Whether a child is oversensitive or under-sensitive may also play some role in what diagnosis she winds up with. Dampened responses to a new sight, sound or touch are more common in autism than they are in children with SPD or other conditions, whereas a sensory system that is dialed all the way up is seen across autism, ADHD and anxiety alike. As toddlers, children with autism also tend to have more profound sensory abnormalities than do those with developmental delays.
The notion that sensory problems underlie autism symptoms makes sense, but has yet to be tested, says Sophie Molholm, associate professor of pediatrics and neuroscience at Albert Einstein College of Medicine in New York. “I wouldn’t even want to say that the sensory processing issues are causal,” she says. “We don’t know that at all. We just know that these are symptoms that we frequently see in these disorders.”
It could also be that how perceptual problems relate to autism depends on the child. “I think this is part of the conundrum of autism,” Marco says. “Are kids simply not showing [social] awareness and interest … because they are so sensitive that they have shut it out completely? Or are they really, truly at their base just not interested?”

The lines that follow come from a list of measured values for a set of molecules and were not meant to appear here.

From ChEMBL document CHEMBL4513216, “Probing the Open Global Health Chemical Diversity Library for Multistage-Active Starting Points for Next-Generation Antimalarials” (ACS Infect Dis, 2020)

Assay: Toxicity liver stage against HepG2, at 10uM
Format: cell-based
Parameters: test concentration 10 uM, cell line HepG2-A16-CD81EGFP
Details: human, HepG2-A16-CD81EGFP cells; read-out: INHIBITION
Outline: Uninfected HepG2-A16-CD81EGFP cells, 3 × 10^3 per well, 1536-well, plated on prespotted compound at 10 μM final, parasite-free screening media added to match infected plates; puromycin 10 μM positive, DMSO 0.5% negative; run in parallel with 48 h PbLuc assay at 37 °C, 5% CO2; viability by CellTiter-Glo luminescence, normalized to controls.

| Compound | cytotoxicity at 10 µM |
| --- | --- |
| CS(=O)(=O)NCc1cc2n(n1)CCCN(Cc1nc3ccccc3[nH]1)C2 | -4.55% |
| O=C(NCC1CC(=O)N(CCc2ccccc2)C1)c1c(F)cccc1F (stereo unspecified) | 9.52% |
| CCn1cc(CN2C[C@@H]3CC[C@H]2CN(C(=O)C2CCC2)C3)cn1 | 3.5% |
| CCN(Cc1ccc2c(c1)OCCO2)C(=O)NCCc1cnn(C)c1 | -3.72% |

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These questions matter because children who are chronically flooded with sensations, or are distant from the world around them, need help — whether they have autism or not.
Many of the day-to-day struggles of people with autism have to do with perceptions gone haywire, such as being overcome by sounds, or feeling a revulsion toward certain foods. This home truth may often go unnoticed and unaddressed by clinicians, but it has a powerful impact on family life.
Some parents of children with autism are big fans of sensory integration and similar therapies. They say the interventions help soothe the most disruptive problems of everyday life. Jennifer, the mother of a teenage boy with autism and fragile X syndrome, a related condition, says the occupational therapy her son began around age 3 was transformative. He was nonverbal at the time, and thanks to this therapy, she finally understood that her son’s senses were wired in a way to make some things soothing and others bothersome to him. “We realized that’s why he likes his hands rubbed so much, and his arms squeezed,” says Jennifer. (She asked that her last name be withheld to protect her son’s privacy.) It helped her grasp why her son demanded tight pajamas, and would only wear one particular pair of shoes. “It started making sense to us,” she says — and made it easier for her to meet his needs.